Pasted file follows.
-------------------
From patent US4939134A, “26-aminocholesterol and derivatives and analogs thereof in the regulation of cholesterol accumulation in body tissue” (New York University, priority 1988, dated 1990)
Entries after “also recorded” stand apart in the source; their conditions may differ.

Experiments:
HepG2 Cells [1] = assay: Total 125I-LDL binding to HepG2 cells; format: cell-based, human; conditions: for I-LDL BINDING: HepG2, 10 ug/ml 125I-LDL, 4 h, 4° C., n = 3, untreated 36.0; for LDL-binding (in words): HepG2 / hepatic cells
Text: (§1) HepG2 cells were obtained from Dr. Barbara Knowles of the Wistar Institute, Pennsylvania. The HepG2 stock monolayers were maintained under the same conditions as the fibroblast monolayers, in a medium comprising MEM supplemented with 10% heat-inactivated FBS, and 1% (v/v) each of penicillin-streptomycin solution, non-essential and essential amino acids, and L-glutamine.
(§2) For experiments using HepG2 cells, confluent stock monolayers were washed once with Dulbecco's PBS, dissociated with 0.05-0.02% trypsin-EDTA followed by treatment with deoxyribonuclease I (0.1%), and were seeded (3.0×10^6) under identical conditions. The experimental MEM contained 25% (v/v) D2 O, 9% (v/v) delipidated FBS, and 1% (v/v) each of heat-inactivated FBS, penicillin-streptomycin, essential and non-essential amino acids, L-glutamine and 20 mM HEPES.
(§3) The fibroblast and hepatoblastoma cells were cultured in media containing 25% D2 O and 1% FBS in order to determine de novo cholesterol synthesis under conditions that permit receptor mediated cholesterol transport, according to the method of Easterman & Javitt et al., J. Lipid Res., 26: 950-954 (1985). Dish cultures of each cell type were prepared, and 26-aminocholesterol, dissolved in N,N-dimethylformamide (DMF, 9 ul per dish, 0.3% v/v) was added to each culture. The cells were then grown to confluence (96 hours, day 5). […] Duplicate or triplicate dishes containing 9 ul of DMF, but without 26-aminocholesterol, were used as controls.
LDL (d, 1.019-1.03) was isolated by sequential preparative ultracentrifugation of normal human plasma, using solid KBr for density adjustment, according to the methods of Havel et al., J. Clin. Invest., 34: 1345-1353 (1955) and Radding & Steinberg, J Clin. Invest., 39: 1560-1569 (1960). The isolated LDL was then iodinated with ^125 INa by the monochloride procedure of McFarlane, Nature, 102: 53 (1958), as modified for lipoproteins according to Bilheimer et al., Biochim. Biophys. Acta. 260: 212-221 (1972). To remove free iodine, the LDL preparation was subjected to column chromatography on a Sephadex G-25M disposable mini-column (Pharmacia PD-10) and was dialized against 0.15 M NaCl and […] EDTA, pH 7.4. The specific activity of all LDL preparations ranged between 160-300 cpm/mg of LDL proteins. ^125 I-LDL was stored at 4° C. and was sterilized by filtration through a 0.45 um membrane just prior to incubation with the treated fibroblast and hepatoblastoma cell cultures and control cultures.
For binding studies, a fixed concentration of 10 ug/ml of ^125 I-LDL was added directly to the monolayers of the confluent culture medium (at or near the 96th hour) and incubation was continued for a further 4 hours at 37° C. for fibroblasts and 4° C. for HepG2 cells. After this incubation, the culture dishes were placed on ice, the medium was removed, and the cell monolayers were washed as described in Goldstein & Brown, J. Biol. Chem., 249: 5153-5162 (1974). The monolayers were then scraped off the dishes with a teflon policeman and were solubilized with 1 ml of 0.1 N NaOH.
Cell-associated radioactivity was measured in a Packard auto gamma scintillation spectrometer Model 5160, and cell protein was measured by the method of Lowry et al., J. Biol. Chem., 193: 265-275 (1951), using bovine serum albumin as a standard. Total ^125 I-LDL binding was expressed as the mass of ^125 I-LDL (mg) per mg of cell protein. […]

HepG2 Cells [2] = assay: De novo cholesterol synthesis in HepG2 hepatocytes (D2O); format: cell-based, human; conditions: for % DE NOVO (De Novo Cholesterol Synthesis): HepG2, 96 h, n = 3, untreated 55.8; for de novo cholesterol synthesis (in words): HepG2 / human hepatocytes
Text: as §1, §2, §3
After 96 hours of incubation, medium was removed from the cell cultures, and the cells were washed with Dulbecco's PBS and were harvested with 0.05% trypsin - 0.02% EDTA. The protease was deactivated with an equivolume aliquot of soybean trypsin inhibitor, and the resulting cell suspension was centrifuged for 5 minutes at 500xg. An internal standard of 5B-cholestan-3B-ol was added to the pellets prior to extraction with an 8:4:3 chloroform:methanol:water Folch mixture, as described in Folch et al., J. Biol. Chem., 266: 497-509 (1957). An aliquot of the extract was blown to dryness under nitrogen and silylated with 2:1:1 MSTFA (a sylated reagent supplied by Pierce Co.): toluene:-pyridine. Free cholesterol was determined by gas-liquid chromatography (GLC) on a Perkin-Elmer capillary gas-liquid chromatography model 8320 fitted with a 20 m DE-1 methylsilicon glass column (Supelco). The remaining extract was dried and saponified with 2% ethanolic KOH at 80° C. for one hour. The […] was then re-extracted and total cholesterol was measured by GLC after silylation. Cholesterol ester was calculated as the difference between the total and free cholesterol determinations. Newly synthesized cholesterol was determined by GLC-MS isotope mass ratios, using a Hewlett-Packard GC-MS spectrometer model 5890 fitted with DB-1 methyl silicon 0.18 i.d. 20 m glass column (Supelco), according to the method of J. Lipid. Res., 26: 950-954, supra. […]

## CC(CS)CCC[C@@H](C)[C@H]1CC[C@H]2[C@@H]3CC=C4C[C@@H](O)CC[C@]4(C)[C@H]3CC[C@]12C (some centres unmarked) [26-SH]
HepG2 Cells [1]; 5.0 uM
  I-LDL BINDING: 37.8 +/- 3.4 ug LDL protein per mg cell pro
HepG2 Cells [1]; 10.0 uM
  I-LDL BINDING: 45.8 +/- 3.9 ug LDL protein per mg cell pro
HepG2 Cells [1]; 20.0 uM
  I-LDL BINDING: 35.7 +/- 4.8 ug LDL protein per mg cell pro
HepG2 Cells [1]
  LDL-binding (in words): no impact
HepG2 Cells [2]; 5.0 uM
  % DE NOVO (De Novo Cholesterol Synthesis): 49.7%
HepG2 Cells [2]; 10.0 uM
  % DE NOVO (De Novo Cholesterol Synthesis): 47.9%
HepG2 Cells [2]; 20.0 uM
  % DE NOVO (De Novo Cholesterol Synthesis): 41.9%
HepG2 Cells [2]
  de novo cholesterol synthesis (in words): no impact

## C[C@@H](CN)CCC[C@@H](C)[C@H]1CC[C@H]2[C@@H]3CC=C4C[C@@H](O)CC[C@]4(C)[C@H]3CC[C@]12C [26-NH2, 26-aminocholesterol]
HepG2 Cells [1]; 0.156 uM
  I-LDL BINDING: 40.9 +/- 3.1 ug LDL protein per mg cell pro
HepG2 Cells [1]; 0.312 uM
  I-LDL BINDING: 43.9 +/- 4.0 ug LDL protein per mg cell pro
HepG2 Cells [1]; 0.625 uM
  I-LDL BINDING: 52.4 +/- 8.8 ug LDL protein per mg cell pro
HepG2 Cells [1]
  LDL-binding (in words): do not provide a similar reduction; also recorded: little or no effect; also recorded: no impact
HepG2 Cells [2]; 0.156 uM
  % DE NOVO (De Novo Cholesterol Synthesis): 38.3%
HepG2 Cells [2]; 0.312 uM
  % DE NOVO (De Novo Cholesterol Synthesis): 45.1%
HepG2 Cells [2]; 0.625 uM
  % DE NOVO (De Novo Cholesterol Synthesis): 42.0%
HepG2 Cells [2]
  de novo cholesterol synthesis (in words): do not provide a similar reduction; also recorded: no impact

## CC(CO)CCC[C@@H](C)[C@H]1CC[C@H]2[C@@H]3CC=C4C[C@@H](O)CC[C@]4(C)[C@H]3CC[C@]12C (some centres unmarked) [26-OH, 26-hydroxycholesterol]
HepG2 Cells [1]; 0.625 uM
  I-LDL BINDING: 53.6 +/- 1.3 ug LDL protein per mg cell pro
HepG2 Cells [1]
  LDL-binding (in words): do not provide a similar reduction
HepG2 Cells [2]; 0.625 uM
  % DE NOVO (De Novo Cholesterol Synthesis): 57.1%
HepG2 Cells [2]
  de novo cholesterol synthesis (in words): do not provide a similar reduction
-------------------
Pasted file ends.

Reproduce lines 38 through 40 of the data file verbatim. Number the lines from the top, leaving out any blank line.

HepG2 Cells [1]
  LDL-binding (in words): do not provide a similar reduction; also recorded: little or no effect; also recorded: no impact
HepG2 Cells [2]; 0.156 uM